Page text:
To evaluate predictors of performance validity testing (PVT) and clinical outcome in patients presenting to a specialty clinic with a mild traumatic brain injury (mTBI).
An outpatient mTBI specialty clinic.
Seventy-six (47% female) patients aged 16 to 66 (mean = 40.58, SD = 14.18) years within 3 to 433 days (mean = 30.63, SD = 54.88, median = 17.00) of a suspected mTBI between 2018 and 2019.
A cross-sectional, observational study comparing patients who passed PVT (n = 43) with those who failed (n = 33). A logistic regression (LR) was conducted to evaluate factors that predicted failed PVT. Independent-samples t tests and general linear model were used to evaluate PVT groups on clinical outcomes. The LR with a receiver operating characteristic (ROC) curve was conducted to evaluate embedded validity indicators.
Performance validity testing, computerized neurocognitive testing, vestibular/oculomotor screening, symptom reports.
At their initial clinic visit 43% of patients failed PVT. PVT failure was predicted by presence of secondary gain (odds ratio [OR] = 8.11, P = .02), while a history of mental health predicted passing of PVT (OR = 0.29, P = .08). Those who failed PVT performed significantly worse on computerized neurocognitive testing (P < .05) and took an average of 33 days longer to return to work (P = .02). There was no significant difference (P = .20) in recovery time between failed/passed PVT groups when covarying for those who sustained a work injury. Word memory learning percentage less than 69% and design memory learning percentage less than 50% accurately classified patients who failed PVT (area under the ROC curve = 0.74; P < .001).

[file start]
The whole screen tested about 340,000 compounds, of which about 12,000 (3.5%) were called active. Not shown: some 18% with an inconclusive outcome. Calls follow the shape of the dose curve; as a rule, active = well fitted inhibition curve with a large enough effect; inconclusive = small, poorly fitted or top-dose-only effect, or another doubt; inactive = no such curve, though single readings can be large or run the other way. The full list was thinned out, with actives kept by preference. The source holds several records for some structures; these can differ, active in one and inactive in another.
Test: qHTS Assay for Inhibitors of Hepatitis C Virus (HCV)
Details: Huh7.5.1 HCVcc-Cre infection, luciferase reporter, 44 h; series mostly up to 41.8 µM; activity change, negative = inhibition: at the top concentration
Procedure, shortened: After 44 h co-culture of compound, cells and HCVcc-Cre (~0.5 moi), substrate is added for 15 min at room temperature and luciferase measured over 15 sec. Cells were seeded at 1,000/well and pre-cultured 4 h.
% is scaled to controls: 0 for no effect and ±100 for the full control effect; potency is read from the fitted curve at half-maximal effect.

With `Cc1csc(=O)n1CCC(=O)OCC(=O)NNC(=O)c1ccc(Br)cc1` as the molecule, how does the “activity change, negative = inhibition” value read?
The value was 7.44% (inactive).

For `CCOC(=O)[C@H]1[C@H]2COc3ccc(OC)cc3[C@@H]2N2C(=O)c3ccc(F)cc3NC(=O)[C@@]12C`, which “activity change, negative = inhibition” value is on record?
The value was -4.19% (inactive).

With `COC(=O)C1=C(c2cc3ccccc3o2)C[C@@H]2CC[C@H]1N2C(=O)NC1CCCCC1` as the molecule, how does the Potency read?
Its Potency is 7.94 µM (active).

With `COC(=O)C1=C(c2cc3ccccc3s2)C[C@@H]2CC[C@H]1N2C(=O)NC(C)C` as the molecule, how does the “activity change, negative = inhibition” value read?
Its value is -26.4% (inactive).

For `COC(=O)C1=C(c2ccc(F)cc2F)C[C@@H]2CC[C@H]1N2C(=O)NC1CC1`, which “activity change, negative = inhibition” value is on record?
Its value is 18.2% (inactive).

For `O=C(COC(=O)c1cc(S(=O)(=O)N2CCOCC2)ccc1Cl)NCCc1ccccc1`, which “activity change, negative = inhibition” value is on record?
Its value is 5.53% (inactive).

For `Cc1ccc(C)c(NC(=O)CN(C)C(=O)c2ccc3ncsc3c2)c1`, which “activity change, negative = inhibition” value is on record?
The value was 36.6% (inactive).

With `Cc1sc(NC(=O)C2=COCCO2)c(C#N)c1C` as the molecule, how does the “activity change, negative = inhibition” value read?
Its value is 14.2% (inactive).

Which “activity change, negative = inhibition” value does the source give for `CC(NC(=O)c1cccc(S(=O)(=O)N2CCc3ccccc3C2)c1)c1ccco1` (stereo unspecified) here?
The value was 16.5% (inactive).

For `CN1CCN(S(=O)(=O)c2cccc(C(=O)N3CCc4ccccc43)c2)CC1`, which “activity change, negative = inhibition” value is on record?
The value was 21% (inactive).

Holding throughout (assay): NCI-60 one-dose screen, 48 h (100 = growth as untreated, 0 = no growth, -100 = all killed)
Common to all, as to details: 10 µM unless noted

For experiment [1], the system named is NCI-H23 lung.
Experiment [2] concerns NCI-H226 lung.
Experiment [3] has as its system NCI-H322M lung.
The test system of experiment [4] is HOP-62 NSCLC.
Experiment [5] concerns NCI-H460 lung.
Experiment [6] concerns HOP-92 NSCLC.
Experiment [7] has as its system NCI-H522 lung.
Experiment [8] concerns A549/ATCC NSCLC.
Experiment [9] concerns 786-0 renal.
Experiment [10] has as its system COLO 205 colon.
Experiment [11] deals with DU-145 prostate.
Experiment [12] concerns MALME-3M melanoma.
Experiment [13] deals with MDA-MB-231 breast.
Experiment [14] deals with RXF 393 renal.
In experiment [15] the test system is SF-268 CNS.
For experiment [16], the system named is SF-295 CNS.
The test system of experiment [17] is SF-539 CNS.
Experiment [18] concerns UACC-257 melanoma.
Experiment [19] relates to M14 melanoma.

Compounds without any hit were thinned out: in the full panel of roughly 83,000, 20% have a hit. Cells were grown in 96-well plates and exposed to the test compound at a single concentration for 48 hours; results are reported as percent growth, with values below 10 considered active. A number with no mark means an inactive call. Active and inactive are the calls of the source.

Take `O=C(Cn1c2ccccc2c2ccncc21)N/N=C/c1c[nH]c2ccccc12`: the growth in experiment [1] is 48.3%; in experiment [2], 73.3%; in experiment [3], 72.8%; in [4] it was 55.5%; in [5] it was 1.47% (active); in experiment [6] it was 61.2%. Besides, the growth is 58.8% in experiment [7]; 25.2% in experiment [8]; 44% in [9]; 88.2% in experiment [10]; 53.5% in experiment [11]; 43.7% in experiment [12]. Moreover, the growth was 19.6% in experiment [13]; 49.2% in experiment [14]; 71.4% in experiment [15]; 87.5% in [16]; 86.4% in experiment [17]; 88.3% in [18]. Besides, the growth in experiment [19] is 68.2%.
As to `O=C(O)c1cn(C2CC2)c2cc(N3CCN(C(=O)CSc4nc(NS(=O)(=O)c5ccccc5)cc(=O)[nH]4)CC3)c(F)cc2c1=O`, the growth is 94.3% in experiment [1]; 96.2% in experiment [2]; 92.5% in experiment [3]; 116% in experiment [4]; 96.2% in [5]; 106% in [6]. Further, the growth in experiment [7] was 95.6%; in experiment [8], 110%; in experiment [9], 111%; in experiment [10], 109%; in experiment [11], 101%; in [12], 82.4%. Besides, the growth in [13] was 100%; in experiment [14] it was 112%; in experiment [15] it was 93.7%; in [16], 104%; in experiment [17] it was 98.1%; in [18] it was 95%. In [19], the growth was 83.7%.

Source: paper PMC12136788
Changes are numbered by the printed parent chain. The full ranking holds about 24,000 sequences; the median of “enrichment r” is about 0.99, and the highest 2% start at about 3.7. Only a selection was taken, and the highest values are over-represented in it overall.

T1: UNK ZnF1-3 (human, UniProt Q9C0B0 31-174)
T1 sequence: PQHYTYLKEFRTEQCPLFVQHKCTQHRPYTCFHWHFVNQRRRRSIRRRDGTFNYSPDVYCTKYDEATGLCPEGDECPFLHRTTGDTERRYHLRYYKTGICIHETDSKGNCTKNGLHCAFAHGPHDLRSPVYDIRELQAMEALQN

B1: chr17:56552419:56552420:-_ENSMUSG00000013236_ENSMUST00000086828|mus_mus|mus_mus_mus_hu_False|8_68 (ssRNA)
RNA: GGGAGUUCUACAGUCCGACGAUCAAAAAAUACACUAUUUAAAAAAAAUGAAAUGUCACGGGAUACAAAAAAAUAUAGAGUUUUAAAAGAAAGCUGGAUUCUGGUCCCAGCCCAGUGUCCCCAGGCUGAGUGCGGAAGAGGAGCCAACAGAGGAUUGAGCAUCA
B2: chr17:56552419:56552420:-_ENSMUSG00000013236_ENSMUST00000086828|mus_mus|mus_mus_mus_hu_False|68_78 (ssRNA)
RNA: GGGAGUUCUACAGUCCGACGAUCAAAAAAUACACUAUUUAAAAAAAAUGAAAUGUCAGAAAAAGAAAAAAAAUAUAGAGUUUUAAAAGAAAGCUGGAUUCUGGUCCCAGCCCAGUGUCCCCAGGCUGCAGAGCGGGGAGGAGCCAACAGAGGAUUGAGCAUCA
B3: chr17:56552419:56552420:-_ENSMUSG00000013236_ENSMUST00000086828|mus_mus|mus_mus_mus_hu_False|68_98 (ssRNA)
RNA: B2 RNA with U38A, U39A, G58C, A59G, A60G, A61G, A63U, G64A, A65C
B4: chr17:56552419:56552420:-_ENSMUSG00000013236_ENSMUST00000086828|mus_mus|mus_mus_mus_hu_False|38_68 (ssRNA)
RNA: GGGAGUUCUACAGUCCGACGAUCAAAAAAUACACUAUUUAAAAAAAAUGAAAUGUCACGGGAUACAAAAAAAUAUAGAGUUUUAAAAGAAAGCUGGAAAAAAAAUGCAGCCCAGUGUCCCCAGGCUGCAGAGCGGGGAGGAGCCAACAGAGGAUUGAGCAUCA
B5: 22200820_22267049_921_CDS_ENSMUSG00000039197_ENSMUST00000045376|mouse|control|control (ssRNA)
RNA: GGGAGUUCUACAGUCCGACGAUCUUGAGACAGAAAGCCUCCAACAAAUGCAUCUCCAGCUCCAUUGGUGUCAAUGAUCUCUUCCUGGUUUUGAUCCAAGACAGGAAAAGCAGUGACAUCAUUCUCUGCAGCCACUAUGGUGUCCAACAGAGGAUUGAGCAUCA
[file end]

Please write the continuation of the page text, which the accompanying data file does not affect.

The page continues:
Secondary gain was the best predictor of failed PVT. Patients presenting for mTBI evaluation and rehabilitation who fail PVT demonstrate worse performance on cognitive testing and take longer to return to work post-injury, but recover in a similar time frame compared with those who pass PVT. Clinicians should be cautious in discounting patients who yield invalid test results, as these patients appear to be able to achieve recovery in a treatment setting.